Bailout Petition - Thank You
- Hi, All,
Just a little bit of the behind-the-scenes events which we didn't hear
much about, and which unfortunately suggests there is a lie to the idea that
this is to help the ordinary taxpayer. This below could have put the repay
burden on those who are running off with most of the money. What do we all
think this has really done to help any of us?
Issue October 03, 2008 - http://sanders.senate.gov
Thank you for co-signing a letter to Treasury Secretary Henry Paulson urging that any bailout be fiscally responsible, include a major recovery package, re-establish obviously needed regulation of financial institutions, and end the dangers posed by companies that are too big to fail.
I was amazed, and greatly heartened, by the tremendous number of people who signed the letter. When we delivered it to the secretarys office Wednesday, it had more than 48,000 signatures, including yours.
Unfortunately, Wednesday was also the day that the Senate passed a bailout package. Because it did not have the strong provisions we called for in our letter to Secretary Paulson, I voted against the bailout.
Before the Senate passed the bill, there was a vote on what was probably the key provision in our letter: a five-year, 10 percent surtax on income over $1 million a year for couples and over $500,000 for individuals. That would raise more than $300 billion in revenue over five years, but wouldnt cost 99.7 percent of taxpayers a single penny. On the Senate floor, I talked about our letter. (To read about it or watch excerpts, click here or here.) I talked about how the bailout of Wall Street banks and financial firms should be paid for by those who benefitted from the greed and excess of Wall Street, not by middle-class Americans. I am sorry to report that the amendment did not pass.
This is not the end of our fight, but the beginning. I look forward to working with you again as we move forward in asserting that the needs of our nations middle class, its working families, should come ahead of the needs of the financial services industry and those who profited off Wall Street excesses.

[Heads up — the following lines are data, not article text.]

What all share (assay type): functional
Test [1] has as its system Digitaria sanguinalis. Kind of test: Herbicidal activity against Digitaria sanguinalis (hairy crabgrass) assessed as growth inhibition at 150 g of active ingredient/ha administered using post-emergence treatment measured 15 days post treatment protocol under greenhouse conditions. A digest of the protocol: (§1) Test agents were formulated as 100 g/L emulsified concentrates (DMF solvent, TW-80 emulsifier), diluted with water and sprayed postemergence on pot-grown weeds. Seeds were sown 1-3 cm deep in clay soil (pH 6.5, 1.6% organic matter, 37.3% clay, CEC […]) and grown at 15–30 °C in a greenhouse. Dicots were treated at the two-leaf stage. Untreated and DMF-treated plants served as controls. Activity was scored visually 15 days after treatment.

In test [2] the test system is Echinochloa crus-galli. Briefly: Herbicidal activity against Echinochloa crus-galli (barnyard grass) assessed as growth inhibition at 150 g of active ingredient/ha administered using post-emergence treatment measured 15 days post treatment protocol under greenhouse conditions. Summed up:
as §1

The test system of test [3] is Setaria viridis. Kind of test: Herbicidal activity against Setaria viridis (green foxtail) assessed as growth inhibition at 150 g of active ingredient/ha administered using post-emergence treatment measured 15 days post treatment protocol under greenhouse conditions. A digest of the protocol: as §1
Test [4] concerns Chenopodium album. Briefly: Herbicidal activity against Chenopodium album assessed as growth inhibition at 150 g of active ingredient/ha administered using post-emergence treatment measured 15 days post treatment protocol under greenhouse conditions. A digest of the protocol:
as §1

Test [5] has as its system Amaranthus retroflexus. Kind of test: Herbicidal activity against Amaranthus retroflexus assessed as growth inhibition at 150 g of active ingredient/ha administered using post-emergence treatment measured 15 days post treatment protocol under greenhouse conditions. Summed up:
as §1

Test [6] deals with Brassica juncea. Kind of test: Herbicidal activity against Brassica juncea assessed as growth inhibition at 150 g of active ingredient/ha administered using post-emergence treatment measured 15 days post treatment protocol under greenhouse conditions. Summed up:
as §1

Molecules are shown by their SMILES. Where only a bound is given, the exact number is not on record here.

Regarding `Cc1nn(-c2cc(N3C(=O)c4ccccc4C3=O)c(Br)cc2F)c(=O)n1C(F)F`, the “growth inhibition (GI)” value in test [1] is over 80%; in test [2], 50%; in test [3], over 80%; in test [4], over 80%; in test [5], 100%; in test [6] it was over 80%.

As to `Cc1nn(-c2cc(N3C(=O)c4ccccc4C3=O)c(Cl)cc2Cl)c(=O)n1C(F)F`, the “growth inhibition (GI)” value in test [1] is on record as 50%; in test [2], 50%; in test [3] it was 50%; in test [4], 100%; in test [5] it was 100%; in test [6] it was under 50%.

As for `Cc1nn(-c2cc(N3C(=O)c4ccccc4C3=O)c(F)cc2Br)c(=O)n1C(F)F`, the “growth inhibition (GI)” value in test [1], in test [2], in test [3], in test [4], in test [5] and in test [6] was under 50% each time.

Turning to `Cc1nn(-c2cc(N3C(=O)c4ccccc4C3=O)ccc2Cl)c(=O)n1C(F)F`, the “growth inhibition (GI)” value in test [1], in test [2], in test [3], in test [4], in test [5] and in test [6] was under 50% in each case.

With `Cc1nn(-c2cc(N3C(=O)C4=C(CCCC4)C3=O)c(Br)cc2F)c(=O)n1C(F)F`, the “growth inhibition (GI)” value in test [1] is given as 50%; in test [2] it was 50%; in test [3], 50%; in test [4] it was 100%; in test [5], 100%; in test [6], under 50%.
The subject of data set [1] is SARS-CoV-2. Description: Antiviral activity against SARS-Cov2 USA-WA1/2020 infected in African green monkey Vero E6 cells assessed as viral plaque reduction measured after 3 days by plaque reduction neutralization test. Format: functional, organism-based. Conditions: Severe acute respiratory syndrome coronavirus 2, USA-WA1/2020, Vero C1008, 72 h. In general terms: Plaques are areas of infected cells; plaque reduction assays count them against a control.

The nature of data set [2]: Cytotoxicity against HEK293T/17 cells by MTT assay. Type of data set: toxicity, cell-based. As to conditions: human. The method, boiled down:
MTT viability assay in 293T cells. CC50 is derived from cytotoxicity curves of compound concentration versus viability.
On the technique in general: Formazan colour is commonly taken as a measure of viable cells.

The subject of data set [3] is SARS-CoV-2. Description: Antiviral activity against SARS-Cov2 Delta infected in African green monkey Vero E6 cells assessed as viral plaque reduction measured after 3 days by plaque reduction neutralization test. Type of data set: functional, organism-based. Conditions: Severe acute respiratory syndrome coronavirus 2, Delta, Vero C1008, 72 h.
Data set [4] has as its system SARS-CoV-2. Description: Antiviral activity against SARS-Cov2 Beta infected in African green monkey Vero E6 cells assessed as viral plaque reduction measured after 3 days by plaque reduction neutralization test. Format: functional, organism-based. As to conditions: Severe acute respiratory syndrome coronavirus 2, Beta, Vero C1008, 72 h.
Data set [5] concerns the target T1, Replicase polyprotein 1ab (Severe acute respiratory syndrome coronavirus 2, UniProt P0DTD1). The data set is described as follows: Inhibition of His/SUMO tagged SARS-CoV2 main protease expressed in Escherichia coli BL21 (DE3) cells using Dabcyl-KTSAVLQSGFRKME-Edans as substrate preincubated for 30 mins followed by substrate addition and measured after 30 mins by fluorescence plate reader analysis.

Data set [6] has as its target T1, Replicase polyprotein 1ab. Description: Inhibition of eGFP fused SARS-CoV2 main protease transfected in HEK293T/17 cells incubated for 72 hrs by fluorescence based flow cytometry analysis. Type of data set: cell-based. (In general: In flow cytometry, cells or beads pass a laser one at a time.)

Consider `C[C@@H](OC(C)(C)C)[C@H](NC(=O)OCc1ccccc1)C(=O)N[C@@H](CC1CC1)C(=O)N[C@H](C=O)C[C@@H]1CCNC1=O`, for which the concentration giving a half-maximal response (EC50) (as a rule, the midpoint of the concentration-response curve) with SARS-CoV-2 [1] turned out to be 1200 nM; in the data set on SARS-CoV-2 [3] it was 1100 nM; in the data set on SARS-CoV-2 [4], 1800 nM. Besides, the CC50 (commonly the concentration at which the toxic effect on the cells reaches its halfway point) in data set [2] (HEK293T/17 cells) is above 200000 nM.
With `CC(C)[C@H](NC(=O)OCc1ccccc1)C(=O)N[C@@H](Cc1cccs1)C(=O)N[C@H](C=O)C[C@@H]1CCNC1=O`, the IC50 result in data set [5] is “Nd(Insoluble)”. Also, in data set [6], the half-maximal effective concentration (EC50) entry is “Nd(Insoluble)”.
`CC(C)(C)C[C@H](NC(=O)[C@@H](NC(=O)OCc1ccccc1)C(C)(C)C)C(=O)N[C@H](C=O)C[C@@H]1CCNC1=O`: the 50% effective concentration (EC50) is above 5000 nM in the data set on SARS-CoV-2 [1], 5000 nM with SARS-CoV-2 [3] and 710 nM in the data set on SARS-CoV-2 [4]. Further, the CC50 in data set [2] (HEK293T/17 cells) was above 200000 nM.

I would like to stay in touch. I hope you will be interesting in receiving occasional updates on what the federal government is doing and what it should be doing to address the serious economic and financial concerns ahead of us. If you prefer not to receive more of my e-mails (they will be modest in number), click the unsubscribe link at the bottom of this page.
Thanks again for co-signing the letter. You helped raise 48,000 voices of reason in an important national debate.
Nothing in all the world is more dangerous than sincere ignorance and conscientious stupidity. -- Martin Luther King, Jr.
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- --- In email@example.com, Julienne <julienne@...> wrote:
> Just a little bit of the behind-the-scenes events which we didn't hearAs is so often true in analyzing social problems, one of the main contributing causes of the subprime mortgage crisis is something to which the least attention has been paid. First, it is simplistic to believe that banks and other lenders have not recognized the risks of subprime mortgages; rather, they have always been very much aware of it. They have handled it by increasing the interest rates on those risky mortgages by several percentage points above the norm. So, if the usual bank rate is, say, 7%, a person with poor credit, a small down payment, and not-too-steady income can still get a mortgage, but will have to pay something like 9% or 10%. At first glance that seems about what you could expect, even though the increase in interest rate for the poor borrower is actually more than is needed to offset the risk.
> much about, and which unfortunately suggests there is a lie to the idea that
> this is to help the ordinary taxpayer. This below could have put the repay
> burden on those who are running off with most of the money. What do we all
> think this has really done to help any of us?
The real problem is what comes next. Instead of that extra money accumulating in a reserve fund to cover possible default (as is the case for premiums paid to insurance companies), the extra money has gone directly to investors in the form of dividends on their investment in mortgages and various mortgage-backed securities, as well as to the sellers of those products. So when default came en masse, there were no funds available anywhere to mitigate the loss facing the financial institutions. You can find much more detail about the problem in this web site:
Donald W. Zimmerman
Vancouver, BC, Canada